A few years after coming to the U.S. from Germany, Abraham Kent started a small hardware store on Cabrillo Street in 1955. As work picked up, Kent got a contractor’s license and Cabrillo Hardware became Cabrillo Plumbing.
Current owner and President Jeff Meehan connected with the company in 1973. He worked as an apprentice plumber during the day and went to college at night to study business. Meehan left the company to start his own plumbing business, which he operated for eight years before returning as the owner of Cabrillo in 1990. Kent retired shortly thereafter, and in 1992, Cabrillo added HVAC to the business.
The company currently has 13 service trucks, an additional four support vehicles, and 21 employees. Cabrillo Plumbing serves customers from the Golden Gate Bridge to Silicon Valley and performs mainly residential services; however, the company spent many years in high-end remodeling. The work the company currently performs encompasses all aspects of plumbing and HVAC.
Meehan attributes the success of the business to the company’s 16 years in the Nexstar organization and said he would probably not be in the industry today if not for Nexstar. Cabrillo is also part of Plumbing-Heating-Cooling Contractors — National Association, and Meehan recently retired as chairman of the board of his local Better Business Bureau.
As for the fleet, Meehan says their vehicles are almost all Ford, and always have been, with the exceptions being the GMC HHR compact sport utility vehicle and the Chevy 1954 fully restored “pride of the fleet” pickup truck. All Fords have been custom fabricated, and each of the three types are the same. The back ends of the trucks all feature custom-made removable aluminum bin shelving. The three boxes are made by Supreme with shelving installed by Hackney.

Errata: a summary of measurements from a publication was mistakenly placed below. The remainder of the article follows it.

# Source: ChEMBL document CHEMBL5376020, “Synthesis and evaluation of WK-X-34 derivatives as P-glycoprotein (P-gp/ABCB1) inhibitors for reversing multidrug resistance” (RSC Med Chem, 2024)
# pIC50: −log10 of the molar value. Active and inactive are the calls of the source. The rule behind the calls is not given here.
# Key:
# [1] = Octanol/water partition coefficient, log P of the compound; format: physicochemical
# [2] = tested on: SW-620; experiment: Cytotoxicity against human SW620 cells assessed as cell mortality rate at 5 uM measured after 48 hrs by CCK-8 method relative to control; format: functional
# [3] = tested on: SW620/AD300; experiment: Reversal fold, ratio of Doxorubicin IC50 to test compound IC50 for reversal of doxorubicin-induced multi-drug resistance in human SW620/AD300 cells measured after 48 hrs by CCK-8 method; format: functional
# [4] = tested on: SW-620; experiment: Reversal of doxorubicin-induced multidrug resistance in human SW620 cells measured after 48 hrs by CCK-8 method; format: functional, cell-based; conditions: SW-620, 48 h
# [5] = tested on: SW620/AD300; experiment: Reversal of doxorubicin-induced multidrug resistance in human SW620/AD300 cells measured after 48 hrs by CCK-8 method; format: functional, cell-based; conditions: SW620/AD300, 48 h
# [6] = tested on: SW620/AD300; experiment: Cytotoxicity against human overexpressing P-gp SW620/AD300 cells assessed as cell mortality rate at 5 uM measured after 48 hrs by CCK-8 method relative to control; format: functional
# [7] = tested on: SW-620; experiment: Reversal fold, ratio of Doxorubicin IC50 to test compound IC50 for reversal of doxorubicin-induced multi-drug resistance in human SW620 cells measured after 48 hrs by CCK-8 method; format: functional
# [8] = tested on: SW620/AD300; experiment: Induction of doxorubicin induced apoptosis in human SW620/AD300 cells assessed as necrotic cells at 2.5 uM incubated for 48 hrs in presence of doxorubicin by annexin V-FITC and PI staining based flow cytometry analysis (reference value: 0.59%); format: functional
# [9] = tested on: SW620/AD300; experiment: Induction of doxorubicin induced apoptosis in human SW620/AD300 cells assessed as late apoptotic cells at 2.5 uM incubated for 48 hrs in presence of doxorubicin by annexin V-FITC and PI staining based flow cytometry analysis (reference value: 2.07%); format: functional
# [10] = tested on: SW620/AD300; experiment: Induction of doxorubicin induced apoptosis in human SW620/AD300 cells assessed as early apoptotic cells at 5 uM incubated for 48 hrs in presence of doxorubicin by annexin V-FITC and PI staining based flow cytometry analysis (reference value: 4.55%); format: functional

“There are six E-350 one-ton vans, which are primarily used for plumbing,” Meehan said. “These trucks are very unique and have substantial tools and part inventories. The next type of truck is the E-350 cutaway with a 10-foot box on the back. These trucks can be used for two trades due to their increased size. This truck, although difficult on narrow streets, is probably the most desirable.”
Meehan said they chose these vehicles for efficiency, capacity, and maneuverability.
“You really want a lot of tools and materials onboard,” he said. “Good grief, you do not want to have to give up your parking space to go get something. The joke is the best truck is the one that will fit into that parking space you are still looking for.”
Every truck in the fleet, except the 1954 truck, is wrapped. The truck design is customized for each vehicle make and model. Meehan worked with Graphic D-Signs’ Dan Antonelli in Washington, New Jersey, to complete a major truck wrap redesign that involved transitioning the entire fleet from paint and vinyl lettering to full wraps. It took a year to complete the project.
“For the wrapping of the fleet, we used our local vendor, Abby Conklin from A52 Signs & Graphics, who did a great job and helped customize the new branding on the smaller trucks,” Meehan said. “This new design is a continuation of our old design. Our design was intended to convey friendliness and cleanliness as well as give our company a personality. All the techs say that Mr. Cabrillo was modeled after them, which is funny because some of the techs don’t even have any hair.”
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